Disparity in healthcare for women and disparity in healthcare for disabled people. The intersectionality of this combined with the complexities of the Autistic experience mean we are at a definitive disadvantage in healthcare, with research showing high mortality rates for those with Autism and/or Learning Disabilities. I am hopeful that Birthrights’ unique focus on human rights during maternity care can be applied to the Autistic experience to great benefit. It could mean improved outcomes for mothers, fathers, and children. It could mean the greatest gift of all – a birth that is safe and happy, a joy to remember.

Reflections on 2018

Four weeks into being Birthrights’ new Chief Executive, I’m feeling very lucky to lead such a brilliant organisation and brimming with positivity and ideas for 2019. I’m blessed with a very talented team, engaged and expert Trustees, supportive funders, invaluable partners and a wider enthusiastic pool of people who share our mission to improve women’s experience of pregnancy and childbirth by promoting respect for human rights.

As 2018 draws to a close, we wanted to share our highlights from the year. And since it’s Christmas, here are our top 12. I’m so impressed by how much has been achieved by our small but perfectly formed team – showing why #smallbutvital charities are so important. Clearly, I can take no credit for these and my thanks goes to the team and my predecessor, Rebecca Schiller, who I’m delighted will be joining the Board of Trustees next year.

In 2018, we’re proud to have:

  1. Launched our biggest campaign yet on the right to maternal request caesarean section
  2. Responded to over 170 email requests for advice from women in need
  3. Seen our online factsheets visited over 7,000 times – a 7% increase on 2017
  4. Delivered 18 speaking engagements or training sessions to healthcare professionals
  5. Strengthened our links with NHS England, the Royal College of Obstetricians and Gynaecologists, Royal College of Midwives, General Medical Council, Parliamentary and Health Service Ombudsman, Public Services Ombudsman for Wales
  6. Engaged with the Maternity Transformation Programme Stakeholder Council and numerous NICE consultations
  7. Secured a new grant from the Esmée Fairbairn Foundation to expand our team and impact
  8. Progressed our Baring Foundation and Trust for London funded work on women with complex needs
  9. Welcomed new team members, trustees, Associate Trainers and accountants on board
  10. Improved our financial systems and capacity to report on budgets and grants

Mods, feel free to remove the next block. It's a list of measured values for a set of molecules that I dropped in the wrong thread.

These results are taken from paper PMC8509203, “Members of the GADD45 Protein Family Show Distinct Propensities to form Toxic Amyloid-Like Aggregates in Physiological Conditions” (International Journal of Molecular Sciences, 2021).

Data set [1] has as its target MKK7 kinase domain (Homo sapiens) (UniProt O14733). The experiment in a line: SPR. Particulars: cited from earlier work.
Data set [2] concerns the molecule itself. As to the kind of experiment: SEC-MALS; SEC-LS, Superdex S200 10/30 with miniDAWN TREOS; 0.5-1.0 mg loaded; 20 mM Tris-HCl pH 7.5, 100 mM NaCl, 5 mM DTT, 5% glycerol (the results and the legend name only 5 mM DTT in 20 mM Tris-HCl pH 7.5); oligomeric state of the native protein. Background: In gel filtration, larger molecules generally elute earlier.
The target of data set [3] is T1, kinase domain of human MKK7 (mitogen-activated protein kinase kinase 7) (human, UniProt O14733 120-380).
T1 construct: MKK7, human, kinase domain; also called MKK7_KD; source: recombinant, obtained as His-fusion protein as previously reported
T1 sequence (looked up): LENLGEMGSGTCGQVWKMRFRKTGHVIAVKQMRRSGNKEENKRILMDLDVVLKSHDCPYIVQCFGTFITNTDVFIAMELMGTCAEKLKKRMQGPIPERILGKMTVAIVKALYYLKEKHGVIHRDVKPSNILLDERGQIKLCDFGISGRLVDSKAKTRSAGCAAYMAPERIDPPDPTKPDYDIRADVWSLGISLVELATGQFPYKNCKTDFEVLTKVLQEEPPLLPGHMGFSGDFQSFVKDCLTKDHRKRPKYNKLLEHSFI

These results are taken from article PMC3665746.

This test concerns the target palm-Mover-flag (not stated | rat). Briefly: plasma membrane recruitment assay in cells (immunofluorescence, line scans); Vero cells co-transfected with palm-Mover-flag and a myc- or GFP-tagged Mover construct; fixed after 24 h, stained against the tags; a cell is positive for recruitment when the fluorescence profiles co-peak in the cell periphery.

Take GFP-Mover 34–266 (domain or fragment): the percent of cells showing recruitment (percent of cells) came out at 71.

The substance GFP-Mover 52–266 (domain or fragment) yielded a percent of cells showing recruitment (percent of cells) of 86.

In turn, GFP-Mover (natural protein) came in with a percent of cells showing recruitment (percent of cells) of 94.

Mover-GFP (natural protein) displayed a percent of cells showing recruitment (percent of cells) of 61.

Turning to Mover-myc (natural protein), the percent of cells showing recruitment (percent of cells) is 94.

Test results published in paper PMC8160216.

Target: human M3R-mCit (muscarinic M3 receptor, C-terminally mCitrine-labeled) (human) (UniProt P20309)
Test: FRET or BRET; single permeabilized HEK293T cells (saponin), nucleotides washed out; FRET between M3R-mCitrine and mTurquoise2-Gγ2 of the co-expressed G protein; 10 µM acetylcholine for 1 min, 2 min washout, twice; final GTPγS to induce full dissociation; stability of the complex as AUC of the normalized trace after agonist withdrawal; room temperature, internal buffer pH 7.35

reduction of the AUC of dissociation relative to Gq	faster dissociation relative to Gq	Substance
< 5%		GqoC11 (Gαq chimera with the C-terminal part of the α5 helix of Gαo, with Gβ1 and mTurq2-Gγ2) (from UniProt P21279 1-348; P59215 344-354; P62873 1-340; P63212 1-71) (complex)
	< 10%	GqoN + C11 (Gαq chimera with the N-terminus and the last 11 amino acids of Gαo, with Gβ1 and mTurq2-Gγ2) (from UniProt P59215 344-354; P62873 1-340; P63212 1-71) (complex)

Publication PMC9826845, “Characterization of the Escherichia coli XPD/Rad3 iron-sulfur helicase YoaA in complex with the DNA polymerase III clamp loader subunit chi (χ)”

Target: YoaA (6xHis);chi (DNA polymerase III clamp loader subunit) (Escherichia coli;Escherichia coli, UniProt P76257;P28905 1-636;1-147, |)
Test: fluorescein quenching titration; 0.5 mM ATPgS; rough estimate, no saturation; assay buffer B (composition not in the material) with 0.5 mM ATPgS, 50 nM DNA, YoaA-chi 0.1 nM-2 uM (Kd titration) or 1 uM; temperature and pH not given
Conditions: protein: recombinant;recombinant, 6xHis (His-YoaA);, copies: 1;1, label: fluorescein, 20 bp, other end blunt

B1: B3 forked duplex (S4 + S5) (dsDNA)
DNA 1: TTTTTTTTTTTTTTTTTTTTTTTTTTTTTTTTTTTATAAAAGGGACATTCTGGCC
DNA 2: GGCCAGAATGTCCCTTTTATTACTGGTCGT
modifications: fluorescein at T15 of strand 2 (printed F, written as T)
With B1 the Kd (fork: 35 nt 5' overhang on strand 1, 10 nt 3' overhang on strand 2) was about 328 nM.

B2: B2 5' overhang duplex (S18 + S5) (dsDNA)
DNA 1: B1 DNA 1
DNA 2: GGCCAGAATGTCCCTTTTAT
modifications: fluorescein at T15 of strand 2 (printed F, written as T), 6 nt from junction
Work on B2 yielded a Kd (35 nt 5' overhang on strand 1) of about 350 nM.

11. Deepened our partnership with Leigh Day and explored other corporate partnerships
  12. Continued our crucial collaborative relationships with Birth Companions and BPAS

And much more besides… Merry Christmas and thank you to all our funders, supporters and partners – I look forward to meeting and working with you in 2019!

New human rights i-learn course

The Royal College of Midwives and Birthrights today launched a new i-learn module on human rights, which is available to all RCM members.

Birthrights CEO, Rebecca Schiller commented: “With the launch of A-EQUIP planning complex care will not longer be down to a specialist. Therefore all midwives and maternity workers need to understand how human rights law can empower them to advocate for women, and to plan individualised care. This i-learn module created by the RCM in collaboration with Birthrights is an important contribution to further training midwives for this role.”

You can see the full press release here.

Childbirth and the Court of Protection seminar

On 8th March, Birthrights, alongside Queen Mary’s School of Law and 39 Essex Chambers, will be putting on a seminar taking a critical look at the recent trend of forced caesarean decisions in the Court of Protection.

The seminar (17.00 – 19.00) will feature an impressive line up of panelists including: Professor Lesley Page CBE, President of The Royal College of Midwives, Dr Daghni Rajasingam, Consultant Obstetrician, Guys and St Thomas’s NHS Foundation Trust, Dr Jo Black, Consultant Psychiatrist and Clinical Director for Perinatal Mental Health at NHS England, Polly Sands, specialist perinatal mental health midwife at Guys and St Thomas’s NHS Trust, Seaneen Molloy-Vaughan, writer, mental health blogger, and mum of one, in addition to Elizabeth Prochaska, Matrix Chambers and Birthrights and Victoria Butler-Cole, 39 Essex Chambers.

The event is primarily aimed at lawyers, and judges working in the Court of Protection but healthcare professionals and anyone else with an interest are more than welcome.

To reserve a place please contact: Beth Williams (beth.williams@39essex.com) / 020 7832 1155

More information about the event can be found here.

Birthrights training eligible for Maternity Safety Training Funding

Last August, Birthrights, the President of the RCM, and others wrote to the National Maternity Review team stating our belief that “safe maternity care is contingent on respectful care” and asking Baroness Cumberlege to put human rights at the centre of the Review process.

On the 17th October, the Department of Health launched a Maternity Safety Action Plan. We believe as strongly as ever, that the roll out of a human rights framework in maternity care needs to be the touchstone of that Plan. The good news is that Birthrights training is eligible for funding from the £8m Maternity Safety Training Fund that will make £40-£80k available to each Trust to enable them to implement the Maternity Safety Action Plan. So if you are interested in Birthrights training, this is a great opportunity. You can find full details of our one-day “Creating a Safe Maternity Culture” course here. Do get in touch with us as soon as possible at info@birthrights.org.uk to check availability.

More information on the Fund itself can be found here. The deadline for applications is the 18th November.